Barrier-breaking trumpeter Clark Terry, saxophone melodic master Frank Wess and versatile violinist Regina Carter...
... will pose a triple threat of musical magic at the 47th annual Monterey Jazz Festival presented by MCI Sept. 17, 18, and 19.
The trio designated as artists-in-residence for the worlds oldest continuous jazz festival will perform in a variety of ensembles as leaders and accentuating accompanists throughout the five-concert weekend on the Monterey County fairgrounds.
Tickets are still available for the five arena shows on the Jimmy Lyons Stage and for grounds-only tickets to enjoy concerts on the garden and courtyard stages as well as the nightclub, Dizzys Den and coffeehouse. The arena stage performances will be simulcast in the jazz theater.
Arena tickets vary in price, according to location in the main arena. Grounds tickets are $30 for Friday, $40 each for Saturday or Sunday and $95 for all three days. Tickets may be purchased through the festival box office, (925) 275-9255. Additional information: (831) 373-3366 or www.monterejazzfest.com.
Carter returns to the festival this year as its first year-round artist-in-residence. She will join Terry and Wess as masters mentoring the next generation of jazz artists through weekend interactions and a Sunday afternoon arena performance with the Monterey Jazz Festival High School All-Star Big Band, an ensemble of the best teenage musicians in the nation.
Terry and Wess, both former stalwart stable members of the legendary Count Basie Jazz Orchestra, will reminisce about their experiences in the Basie band, performances with other jazz legends and musical memories in a Jazz Legends conversation before fans, critics and colleagues. The two legends in their own time will also perform as special guests with the Bill Charlap Trio on the Lyons stage Saturday evening show that also includes the a cappella ensemble Take 6 and the Don Byron Trio with Jack DeJohnette and Jason Moran.
Wess will additionally participate in a workshop focusing on the flute with Holly Hofmann and Ali Ryerson on Sunday afternoon. Carter will lead her quintet in a grounds concert Sunday and perform on the Lyons Stage Sunday night.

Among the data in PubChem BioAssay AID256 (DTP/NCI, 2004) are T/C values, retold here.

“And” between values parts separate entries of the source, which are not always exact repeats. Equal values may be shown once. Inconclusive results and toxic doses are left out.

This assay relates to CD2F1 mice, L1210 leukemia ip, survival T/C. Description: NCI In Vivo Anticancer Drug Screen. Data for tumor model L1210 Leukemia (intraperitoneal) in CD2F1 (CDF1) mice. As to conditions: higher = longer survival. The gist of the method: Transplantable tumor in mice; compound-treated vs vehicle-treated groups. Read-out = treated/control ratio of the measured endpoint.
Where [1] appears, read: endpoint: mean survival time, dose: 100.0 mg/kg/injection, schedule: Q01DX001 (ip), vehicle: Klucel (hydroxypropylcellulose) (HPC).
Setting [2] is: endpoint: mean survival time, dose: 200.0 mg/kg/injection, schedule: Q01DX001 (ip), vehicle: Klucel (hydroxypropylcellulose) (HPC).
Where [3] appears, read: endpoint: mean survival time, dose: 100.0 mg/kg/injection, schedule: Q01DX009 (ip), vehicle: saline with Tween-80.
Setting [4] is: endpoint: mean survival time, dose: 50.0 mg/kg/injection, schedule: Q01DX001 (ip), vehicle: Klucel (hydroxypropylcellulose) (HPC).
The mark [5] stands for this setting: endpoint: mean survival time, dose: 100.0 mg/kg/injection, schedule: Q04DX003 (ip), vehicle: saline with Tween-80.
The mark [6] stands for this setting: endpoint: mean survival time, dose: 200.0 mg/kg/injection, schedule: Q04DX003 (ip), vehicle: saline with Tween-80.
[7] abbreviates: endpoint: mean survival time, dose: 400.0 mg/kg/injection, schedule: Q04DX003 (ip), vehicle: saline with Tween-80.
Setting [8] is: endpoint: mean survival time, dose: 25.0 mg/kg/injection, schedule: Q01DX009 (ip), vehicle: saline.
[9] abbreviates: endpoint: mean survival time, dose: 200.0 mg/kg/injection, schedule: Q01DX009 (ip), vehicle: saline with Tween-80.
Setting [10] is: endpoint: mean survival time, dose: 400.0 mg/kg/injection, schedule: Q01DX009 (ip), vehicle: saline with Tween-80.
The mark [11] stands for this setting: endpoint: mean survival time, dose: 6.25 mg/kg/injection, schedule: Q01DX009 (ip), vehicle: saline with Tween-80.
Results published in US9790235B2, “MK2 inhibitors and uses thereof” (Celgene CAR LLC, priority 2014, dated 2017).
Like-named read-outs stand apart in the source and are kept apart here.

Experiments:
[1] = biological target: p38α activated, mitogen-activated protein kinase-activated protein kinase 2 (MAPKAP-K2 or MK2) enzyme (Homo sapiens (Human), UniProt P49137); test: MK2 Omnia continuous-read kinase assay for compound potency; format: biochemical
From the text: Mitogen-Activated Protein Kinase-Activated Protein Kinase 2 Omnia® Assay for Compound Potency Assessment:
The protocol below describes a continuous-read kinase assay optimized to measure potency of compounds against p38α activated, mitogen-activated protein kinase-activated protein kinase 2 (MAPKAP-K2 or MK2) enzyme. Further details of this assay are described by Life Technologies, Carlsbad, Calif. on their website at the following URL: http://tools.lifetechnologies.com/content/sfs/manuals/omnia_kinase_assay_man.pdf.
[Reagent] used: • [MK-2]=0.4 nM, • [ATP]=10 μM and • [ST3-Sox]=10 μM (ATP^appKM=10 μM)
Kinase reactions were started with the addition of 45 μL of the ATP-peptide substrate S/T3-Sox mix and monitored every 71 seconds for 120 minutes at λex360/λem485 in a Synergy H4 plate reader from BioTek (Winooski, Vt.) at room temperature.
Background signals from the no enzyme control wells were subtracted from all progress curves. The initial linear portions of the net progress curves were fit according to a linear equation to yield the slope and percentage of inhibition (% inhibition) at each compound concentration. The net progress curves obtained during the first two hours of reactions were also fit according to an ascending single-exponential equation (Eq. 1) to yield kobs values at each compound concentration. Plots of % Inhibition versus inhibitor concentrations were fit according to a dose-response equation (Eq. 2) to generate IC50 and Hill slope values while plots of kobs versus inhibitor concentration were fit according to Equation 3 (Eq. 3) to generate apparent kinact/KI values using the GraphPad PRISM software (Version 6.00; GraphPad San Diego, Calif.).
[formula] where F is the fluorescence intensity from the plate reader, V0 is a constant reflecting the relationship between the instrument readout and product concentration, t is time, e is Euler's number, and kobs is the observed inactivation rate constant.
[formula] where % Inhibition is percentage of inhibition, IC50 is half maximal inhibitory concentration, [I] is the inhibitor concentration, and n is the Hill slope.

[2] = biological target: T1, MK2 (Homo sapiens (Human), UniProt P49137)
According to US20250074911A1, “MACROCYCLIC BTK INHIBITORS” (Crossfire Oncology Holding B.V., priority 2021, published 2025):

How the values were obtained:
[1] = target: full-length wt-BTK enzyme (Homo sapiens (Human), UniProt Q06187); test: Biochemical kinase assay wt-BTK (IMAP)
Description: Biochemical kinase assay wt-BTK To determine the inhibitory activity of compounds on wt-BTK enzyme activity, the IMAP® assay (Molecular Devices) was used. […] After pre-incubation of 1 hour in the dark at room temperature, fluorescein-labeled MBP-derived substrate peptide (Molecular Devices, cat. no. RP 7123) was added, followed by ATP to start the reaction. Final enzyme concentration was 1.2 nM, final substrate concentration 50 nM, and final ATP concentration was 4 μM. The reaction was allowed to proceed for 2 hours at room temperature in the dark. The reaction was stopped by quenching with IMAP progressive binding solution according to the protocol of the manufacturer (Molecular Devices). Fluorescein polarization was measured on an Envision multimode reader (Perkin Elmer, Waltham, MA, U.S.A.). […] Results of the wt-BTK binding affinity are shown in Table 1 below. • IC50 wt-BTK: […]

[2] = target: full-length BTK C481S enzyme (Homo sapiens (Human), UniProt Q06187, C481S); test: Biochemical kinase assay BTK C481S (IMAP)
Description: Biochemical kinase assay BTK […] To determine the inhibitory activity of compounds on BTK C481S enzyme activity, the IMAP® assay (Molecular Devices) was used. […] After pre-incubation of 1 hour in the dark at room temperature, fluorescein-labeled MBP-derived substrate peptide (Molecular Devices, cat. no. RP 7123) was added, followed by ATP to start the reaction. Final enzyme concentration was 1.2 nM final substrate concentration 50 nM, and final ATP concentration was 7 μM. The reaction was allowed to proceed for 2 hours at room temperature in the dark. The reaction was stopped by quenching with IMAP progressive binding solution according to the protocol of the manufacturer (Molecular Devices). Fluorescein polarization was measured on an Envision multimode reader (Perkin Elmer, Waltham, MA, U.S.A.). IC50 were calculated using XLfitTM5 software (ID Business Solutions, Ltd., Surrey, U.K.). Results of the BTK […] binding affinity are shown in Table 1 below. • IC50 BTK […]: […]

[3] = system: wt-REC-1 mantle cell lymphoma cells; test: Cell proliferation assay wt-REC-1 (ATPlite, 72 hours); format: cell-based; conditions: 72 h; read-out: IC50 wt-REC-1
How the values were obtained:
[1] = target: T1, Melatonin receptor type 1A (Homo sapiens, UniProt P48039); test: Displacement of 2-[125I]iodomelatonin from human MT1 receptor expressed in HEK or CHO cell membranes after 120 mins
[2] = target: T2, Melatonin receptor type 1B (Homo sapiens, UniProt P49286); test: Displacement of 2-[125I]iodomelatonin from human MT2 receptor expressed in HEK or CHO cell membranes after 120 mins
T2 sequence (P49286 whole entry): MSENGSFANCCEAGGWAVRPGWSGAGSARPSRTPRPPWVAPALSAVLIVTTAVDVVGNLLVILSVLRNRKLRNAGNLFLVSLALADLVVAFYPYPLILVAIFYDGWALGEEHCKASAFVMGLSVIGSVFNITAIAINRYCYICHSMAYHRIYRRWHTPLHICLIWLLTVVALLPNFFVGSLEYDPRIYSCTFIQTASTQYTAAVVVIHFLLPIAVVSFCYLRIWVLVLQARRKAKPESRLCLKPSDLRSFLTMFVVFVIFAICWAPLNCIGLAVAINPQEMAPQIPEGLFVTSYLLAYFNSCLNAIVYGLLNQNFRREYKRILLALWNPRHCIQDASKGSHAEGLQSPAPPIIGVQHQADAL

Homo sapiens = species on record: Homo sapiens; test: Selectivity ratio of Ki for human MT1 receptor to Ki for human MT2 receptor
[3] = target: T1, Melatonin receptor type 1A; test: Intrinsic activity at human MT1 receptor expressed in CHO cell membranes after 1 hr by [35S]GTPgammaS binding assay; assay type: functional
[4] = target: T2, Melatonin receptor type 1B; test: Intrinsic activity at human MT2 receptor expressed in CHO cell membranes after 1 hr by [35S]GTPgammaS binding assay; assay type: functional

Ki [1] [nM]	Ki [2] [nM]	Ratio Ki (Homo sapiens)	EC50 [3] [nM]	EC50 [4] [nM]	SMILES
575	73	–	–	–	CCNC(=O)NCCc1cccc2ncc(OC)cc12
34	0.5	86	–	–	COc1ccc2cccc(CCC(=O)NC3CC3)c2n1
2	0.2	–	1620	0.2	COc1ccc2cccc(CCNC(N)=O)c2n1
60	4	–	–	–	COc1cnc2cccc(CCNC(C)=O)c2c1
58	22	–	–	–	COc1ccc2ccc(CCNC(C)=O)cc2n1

Terry broke the orchestral television color line in 1960 when he joined The Tonight Show Orchestra conducted by trumpet virtuoso Doc Severinsen. Severinsen was quoted as saying if he hit a hot note, he stole it from Terry, his choice for leader of the late night shows trumpet section. While in The Tonight Show band, Terrys trademark low-voiced comments while playing or listening earned him the nickname Mumbles.
Terry and Dizzy Gillespie could undoubtedly be Montereys two favorite trumpeters. The formers exemplary artistry, pleasant personality, laid-back humor and friendly interactions with fans make the trumpeter and flugelhorn player an always-welcome addition to the festival program. A recognizable world artist, a T-shirt by jazz photographer Will Wallace of Pacific Grove prompts positive responses and orders from jazz fans who may not speak English, but they know and love the music of Clark Terry.
Terry, Wess and Carter all started playing music as children.
Terry, born in St. Louis in 1920, began playing trumpet at age 15 in a drum and bugle corps. He soon shifted to jazz music. He played in an all-star Navy band, worked with Lionel Hampton, Charlie Ventura and Charlie Barnet before joining the Basie band in 1948, left Basie to play with Duke Ellington and moved again to join Quincy Jones band. He has led his own groups and collaborated with such giants as Oscar Peterson, Horace Silver and Bob Brookmeyer.
Although he was born in Kansas City in January 1922 and was a principal player in the Kansas City jazz styled Basie Band, Wess was raised primarily in Washington, D.C. He began his musical training at age 10 in Oklahoma, moved to the nations capitol at age 13 and began playing professionally shortly after high school graduation and while attending Howard Universitys Music Conservatory.
During World War II, he served as an assistant bandleader and solo clarinetist in the Army band. Leading a swing band backing Josephine Bakers performance for soldiers highlighted his gigs in the North African war theater.
Wess honed his skills on tenor saxophone touring with the Billy Eckstine, Eddie Heywood and Lucky Millender bands, then earned a bachelor of music degree as a flute major at the Modern School of Music before joining the Basie band in 1953. He became half of the popular Two Franks tenor team with Frank Foster in the Basie band and expanded his reputation as a melodic and mellow instrumentalist. He left Basie in 1964 to free lance as a leader, composer, jazz educator and arranger.
Wess has collaborated with Roy Haynes, Tommy Flanagan, Oliver Nelson, Ray Barretto, Thad Jones, George Duvivier, Kenny Barron, Marvin Smitty Smith, Rufus Reid and Foster.
Carter, a 2004 Grammy winner and JazzTimes Violinist of the Year, was born in Detroit and began studying violin in elementary school.
Stylistically diverse, she provided solo instrumental distinction on Wynton Marsalis Pulitzer Prize-winning Blood on the Fields epic recording, the robust sound behind Cassandra Wilson for the singers Travelin Miles performance at Lincoln Center, classical excellence with the Detroit Civic Symphony Orchestra and New York Citys String Trio and innovative artistry with such musically different artists as Max Roach, Kenny Barron, Aretha Franklin, Steve Turre, Billy Joel, Lauryn Hill, Dolly Parton and Mary J. Blige.
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